Pride Sports Houston Dodgeball Open Play

Pride Sports Houston invites everyone 20 years of age and older to participate in its open play dodgeball event from noon to 2 p.m. on Saturday, June 26. The event will be held at Q&B Sports Complex, located at 1739 Bingle Road in Houston.

Tickets are $5 and can be purchased at the event or in advance. People of all genders, sexualities, races and skill levels are encouraged to come. Open play acts as a kickoff for Pride Sports Houston's dodgeball season, which begins in earnest July 10.

Teenchella: NYC Pride Viewing Party

The YMCA of Greater Houston is hosting a watching party for NYC Pride from 2-6 p.m. Saturday, June 26, at the Trotter Family YMCA located at 1331 Augusta Dr. in Houston.

Come early to participate in pre-watch party activities, which begin at 1 p.m. For more information, email Admission is free.

Pride, Love Always Wins

Envy Events by Anvy is putting on a Pride event full of vendors, music and swimming at the Holiday Inn Express NW Houston Beltway 8, located at 3539 N. Sam Houston Parkway West in Houston, at 11 a.m. Saturday, June 26.

General admission is $10 plus fees. To buy tickets or register for the event as a vendor, food truck, sponsor or performer, click here.

There will be vendors for shopping with Pride, food, giveaways and prizes, and the Envy Pride King and Envy Pride Queen will be crowned.

History and Purpose of Pride Month

Pride Month spotlights LGBTQ+ people, their influence and the challenges they face. June was chosen in recognition of the 1969 Stonewall riots, when police raided the Stonewall Inn, a gay bar in New York City’s Greenwich Village neighborhood.

The raid led to a riot among patrons and local residents, with days of protests and violent clashes with police. The Stonewall riots ultimately sparked a gay rights movement nationally and globally, according to the Library of Congress.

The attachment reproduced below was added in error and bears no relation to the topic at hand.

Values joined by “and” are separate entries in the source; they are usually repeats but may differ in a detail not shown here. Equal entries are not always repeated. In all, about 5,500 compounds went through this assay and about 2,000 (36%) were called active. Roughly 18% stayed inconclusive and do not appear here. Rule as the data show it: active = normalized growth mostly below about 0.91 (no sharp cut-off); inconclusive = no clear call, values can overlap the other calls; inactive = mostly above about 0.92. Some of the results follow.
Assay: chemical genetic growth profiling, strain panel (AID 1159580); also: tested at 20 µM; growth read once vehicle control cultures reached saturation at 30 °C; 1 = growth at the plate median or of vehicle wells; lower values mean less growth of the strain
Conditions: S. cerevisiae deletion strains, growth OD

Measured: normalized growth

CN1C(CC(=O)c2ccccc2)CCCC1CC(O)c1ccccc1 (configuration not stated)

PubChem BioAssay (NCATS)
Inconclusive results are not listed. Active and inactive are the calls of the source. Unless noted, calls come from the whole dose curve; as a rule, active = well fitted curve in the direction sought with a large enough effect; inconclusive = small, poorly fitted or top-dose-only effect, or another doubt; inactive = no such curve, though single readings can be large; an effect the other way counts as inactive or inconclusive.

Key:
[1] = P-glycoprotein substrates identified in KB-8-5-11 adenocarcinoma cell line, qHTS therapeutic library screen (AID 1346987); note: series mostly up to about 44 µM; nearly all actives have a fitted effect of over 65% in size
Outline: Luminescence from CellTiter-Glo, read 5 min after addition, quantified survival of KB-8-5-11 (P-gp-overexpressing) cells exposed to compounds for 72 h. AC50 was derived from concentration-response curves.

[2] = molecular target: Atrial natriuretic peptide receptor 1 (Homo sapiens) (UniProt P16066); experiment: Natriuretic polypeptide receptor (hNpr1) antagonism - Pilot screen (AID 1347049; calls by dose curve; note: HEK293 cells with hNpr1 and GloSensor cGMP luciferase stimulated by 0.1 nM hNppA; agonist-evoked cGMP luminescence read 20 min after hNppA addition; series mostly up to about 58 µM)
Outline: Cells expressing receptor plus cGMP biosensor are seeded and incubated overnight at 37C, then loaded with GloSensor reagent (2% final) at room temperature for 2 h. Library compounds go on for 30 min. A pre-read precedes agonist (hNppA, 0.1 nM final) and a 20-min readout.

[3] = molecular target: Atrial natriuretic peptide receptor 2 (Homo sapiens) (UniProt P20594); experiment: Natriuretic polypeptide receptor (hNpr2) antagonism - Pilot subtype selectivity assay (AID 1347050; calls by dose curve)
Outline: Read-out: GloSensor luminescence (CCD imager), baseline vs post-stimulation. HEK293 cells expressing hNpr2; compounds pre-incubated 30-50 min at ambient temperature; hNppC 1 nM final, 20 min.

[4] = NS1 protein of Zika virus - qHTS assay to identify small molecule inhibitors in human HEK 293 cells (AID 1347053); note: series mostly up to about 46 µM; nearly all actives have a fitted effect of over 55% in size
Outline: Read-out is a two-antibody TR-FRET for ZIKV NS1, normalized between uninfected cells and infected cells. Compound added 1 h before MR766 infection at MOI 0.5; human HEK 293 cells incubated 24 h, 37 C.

The Pride celebration was originally dubbed “Gay Pride Day” and marked the one-year anniversary of the Stonewall riots with a parade in New York City.

The “day” soon grew to encompass a monthlong series of events in many American cities. It now includes millions of people across the world with parades, picnics, parties, workshops, symposia and concerts, the Library of Congress said.

New York City, where Pride Month began, has hosted an annual march to note its historical connection since 1984, with this year’s NYC Pride march set for June 27.

Several other big cities across the country hold similar annual events in late June. Chicago Pride 2021 will include a variety of events around the city this month, with the Chicago Pride Parade delayed until October due to the coronavirus pandemic. Houston Pride 2021 has also been delayed until the fall.

Virtual Pride events are being held all month, according to a University of Georgia list that includes many of them.

Police officers in Elgin, Illinois, a Chicago suburb, are wearing a Pride Month badge throughout June to show support for the LGBTQ+ community. In Arlington Heights, Illinois, another Chicago suburb, a Pride Month proclamation states that the village "cherishes the value and dignity of each person."

Read More On Patch: Illinois Police Officers Show Support With Pride Month Badge

More rural areas have also began marking June as Pride Month in recent years.

"Each summer, Pride is an opportunity to celebrate the diversity of identities, experiences and histories in the LGBTQ community and recognize all who have and continue to advocate for LGBTQ lives, rights and visibility," Rayne Parker, assistant director of the office of LGBTQ resources at the University of Kentucky, said in a news release.

"As with other recognition months, this is an opportunity to highlight LGBTQ pride and advocacy and should continue to be recognized all year long," Parker said.

Pride events worldwide in 2021 are accompanied by the unveiling of a new pride flag that was changed to include intersex people, and others have reported. Intersex people have bodies that fall outside the strict male/female binary, according to Planned Parenthood.

Patch Editor Emily Leayman contributed to this report.